Southampton manager Hasenhuttl loses another backroom staff memberby Freddie Taylor15 days agoSend to a friendShare the loveSouthampton manager Ralph Hasenhuttl has lost another member of his backroom staff.Hasenhuttl lost number two Danny Rohl to Bayern Munich two months ago.And now the club’s head of performance analysis Natasha Patel has joined New York Red Bulls.A statement on the Saints’ website reads: “Patel will oversee and expand the club’s use of analytics in areas including opponent scouting, game preparation and player evaluations from the Red Bulls First Team down through Red Bulls Academy.” About the authorFreddie TaylorShare the loveHave your say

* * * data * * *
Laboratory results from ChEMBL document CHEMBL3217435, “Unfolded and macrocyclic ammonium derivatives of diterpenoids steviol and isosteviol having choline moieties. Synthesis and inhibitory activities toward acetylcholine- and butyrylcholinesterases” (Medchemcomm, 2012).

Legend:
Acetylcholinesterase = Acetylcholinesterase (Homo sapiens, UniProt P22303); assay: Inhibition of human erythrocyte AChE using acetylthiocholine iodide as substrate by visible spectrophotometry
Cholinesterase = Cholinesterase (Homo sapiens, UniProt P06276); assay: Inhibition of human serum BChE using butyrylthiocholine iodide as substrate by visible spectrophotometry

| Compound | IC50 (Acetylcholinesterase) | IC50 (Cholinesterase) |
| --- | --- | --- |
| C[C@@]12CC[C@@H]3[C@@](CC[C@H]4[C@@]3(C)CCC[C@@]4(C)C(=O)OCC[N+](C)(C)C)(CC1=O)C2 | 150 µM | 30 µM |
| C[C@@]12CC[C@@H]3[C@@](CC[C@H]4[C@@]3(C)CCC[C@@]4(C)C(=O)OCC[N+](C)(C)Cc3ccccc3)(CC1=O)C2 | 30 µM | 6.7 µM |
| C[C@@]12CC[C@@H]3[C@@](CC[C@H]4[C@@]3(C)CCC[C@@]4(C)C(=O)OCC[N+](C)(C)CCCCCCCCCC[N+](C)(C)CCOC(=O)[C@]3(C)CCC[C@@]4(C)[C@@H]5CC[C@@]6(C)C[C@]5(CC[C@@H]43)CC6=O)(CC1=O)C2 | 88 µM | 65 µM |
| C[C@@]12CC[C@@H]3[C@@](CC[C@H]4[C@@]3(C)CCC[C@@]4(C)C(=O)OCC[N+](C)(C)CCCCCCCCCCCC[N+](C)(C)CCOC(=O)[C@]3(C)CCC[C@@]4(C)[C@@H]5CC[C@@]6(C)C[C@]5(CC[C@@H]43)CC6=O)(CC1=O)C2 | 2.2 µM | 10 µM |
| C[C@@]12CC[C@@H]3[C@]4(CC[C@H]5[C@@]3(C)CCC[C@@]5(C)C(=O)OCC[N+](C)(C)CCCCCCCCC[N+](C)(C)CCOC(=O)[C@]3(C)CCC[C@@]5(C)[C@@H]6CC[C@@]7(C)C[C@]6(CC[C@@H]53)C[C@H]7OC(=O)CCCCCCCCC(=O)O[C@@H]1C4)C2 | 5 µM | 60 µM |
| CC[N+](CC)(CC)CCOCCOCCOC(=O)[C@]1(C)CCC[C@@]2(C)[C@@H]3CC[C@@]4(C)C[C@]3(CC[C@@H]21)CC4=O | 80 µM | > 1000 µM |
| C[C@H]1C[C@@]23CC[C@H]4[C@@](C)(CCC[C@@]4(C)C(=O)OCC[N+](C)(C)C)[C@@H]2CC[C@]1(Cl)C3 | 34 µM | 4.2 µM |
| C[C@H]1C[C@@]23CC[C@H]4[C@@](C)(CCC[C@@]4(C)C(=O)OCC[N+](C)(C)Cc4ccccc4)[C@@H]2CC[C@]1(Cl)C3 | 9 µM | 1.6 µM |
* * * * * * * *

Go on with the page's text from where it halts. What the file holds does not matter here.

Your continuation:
Prior to Sunday’s SEC Tournament championship game, Arkansas’ players did some trash talking to their opponent, Kentucky. They reportedly got in the Wildcats’ faces in a Bridgestone Arena tunnel and Razorbacks’ forward Bobby Portis said being able to play UK was like getting a wish granted. The fervor Arkansas’ players have for Kentucky is a feeling that is apparently replicated by the Wildcats’ players. Following his team’s victory against the Razorbacks, Kentucky junior center Willie Cauley-Stein said “we don’t like that team,” referencing Arkansas. Wow. Willie keeping it REAL. “We don’t like that team.” Said winning title was one thing, but they just wanted to beat “that team.”— Ashley Scoby (@AshleyScoby) March 15, 2015Willie Cauley-Stein after the game re: Arkansas, “Straight up, we don’t like that team.”— Brett Dawson (@BDawsonRivals) March 15, 2015Full WCS quote on not liking “that team” pic.twitter.com/EoGtkE2VTJ— Ashley Scoby (@AshleyScoby) March 15, 2015It’s not often that you see college basketball players openly discussing their dislike for another team, but we love it. Kentucky and Arkansas will learn their place in the NCAA Tournament at 6 p.m. E.T. on CBS.